Partial Thromboplastin Time
Partial thromboplastin time (PTT) is a blood test that measures the time it takes your blood to clot. A PTT test can be used to check for bleeding problems.
Blood Reference clotting factors Opens New Window are needed for blood to clot (coagulation). The partial thromboplastin time is an important test because the time it takes your blood to clot may be affected by:
- Blood-thinning medicine, such as heparin. Another test, the activated partial thromboplastin time (APTT) test, may be used to find out if the right dose of heparin is being used.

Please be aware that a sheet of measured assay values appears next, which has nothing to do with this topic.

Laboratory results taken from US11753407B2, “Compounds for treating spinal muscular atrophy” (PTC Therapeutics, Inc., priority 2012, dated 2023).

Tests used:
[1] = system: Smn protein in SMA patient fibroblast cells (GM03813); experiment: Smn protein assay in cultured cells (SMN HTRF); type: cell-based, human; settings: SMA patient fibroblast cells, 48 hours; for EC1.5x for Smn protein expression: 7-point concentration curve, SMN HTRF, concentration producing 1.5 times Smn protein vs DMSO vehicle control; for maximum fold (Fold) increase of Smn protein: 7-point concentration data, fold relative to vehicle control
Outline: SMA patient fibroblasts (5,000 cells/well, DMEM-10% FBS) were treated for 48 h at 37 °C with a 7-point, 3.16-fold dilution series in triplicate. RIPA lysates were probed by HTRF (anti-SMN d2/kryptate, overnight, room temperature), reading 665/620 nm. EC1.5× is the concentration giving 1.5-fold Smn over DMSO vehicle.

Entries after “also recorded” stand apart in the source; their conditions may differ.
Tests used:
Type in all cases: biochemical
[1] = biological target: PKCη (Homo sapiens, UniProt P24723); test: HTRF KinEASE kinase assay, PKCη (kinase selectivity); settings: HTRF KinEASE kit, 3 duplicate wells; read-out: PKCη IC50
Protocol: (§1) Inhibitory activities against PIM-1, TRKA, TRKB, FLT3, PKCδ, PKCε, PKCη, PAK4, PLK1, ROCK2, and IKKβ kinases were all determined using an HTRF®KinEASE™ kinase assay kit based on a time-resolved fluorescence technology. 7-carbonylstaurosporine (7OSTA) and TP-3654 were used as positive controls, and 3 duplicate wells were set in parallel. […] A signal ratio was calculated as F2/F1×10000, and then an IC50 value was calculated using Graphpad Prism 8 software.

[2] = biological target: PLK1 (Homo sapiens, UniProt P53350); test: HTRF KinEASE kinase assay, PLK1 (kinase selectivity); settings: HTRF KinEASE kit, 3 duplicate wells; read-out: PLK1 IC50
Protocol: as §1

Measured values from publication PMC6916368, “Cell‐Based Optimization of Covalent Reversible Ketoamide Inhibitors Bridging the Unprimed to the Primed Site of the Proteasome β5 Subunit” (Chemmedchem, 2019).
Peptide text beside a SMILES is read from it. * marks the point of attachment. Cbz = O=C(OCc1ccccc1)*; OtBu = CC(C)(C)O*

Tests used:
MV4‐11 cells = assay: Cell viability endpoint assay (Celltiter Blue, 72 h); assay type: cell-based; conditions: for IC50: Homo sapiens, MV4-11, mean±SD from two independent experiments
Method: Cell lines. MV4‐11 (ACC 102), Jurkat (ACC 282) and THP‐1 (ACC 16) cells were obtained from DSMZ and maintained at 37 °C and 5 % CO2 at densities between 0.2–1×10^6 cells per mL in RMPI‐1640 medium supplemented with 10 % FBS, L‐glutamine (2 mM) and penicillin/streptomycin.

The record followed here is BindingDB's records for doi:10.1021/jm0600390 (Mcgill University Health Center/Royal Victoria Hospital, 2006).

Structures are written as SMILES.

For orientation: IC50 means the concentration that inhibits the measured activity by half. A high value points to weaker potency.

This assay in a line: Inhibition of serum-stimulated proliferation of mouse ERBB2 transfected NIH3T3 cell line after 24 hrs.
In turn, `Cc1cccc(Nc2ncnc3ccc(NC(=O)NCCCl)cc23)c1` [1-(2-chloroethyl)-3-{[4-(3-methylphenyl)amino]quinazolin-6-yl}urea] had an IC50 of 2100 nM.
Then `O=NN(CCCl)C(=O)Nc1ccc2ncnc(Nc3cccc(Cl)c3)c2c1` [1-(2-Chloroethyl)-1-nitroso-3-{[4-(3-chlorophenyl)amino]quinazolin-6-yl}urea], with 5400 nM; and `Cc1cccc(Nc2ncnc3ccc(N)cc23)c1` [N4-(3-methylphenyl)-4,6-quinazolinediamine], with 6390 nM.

- Low levels of blood clotting factors.
- A change in the activity of any of the clotting factors.
- The absence of any of the clotting factors.
- Other substances, called inhibitors, that affect the clotting factors.
- An increase in the use of the clotting factors.
Another blood clotting test, called prothrombin time (PT) or INR (international normalized ratio), measures other clotting factors. Partial thromboplastin time and prothrombin time are often done at the same time to check for bleeding problems caused by a problem with the clotting factors.
|By:||Reference Healthwise Staff||Last Revised: Reference September 6, 2012|
|Medical Review:||Reference E. Gregory Thompson, MD - Internal Medicine
Reference Joseph O'Donnell, MD - Hematology, Oncology